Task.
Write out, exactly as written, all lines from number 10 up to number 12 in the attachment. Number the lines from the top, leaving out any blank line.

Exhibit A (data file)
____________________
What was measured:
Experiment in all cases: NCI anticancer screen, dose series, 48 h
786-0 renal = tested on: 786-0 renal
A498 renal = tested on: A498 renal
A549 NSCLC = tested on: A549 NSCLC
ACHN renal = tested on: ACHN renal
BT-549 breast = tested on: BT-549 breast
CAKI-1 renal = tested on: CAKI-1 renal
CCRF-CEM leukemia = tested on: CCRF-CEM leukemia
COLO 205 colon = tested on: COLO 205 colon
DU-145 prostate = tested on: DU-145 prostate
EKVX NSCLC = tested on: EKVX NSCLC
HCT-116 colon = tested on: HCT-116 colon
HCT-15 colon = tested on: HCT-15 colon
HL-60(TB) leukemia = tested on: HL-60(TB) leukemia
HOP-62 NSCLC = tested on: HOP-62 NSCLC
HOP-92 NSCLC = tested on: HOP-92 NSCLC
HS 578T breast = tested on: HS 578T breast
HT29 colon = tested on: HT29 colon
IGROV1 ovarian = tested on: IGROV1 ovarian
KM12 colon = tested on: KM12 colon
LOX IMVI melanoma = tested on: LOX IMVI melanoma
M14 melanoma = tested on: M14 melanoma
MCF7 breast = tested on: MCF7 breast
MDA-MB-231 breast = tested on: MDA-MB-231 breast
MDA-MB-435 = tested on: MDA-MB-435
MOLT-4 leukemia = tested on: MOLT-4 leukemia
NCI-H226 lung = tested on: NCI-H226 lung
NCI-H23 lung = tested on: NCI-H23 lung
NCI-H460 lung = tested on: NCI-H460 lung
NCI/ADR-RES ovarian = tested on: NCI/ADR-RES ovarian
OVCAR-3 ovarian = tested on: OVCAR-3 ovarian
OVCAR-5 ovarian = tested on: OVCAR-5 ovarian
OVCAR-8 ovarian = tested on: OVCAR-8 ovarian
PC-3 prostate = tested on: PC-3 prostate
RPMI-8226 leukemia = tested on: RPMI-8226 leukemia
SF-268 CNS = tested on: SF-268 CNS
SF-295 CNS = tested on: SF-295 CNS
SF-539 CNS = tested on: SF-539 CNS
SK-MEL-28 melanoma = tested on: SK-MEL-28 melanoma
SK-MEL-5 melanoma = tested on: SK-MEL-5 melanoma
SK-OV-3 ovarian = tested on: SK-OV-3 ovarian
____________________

COLO 205 colon = tested on: COLO 205 colon
DU-145 prostate = tested on: DU-145 prostate
EKVX NSCLC = tested on: EKVX NSCLC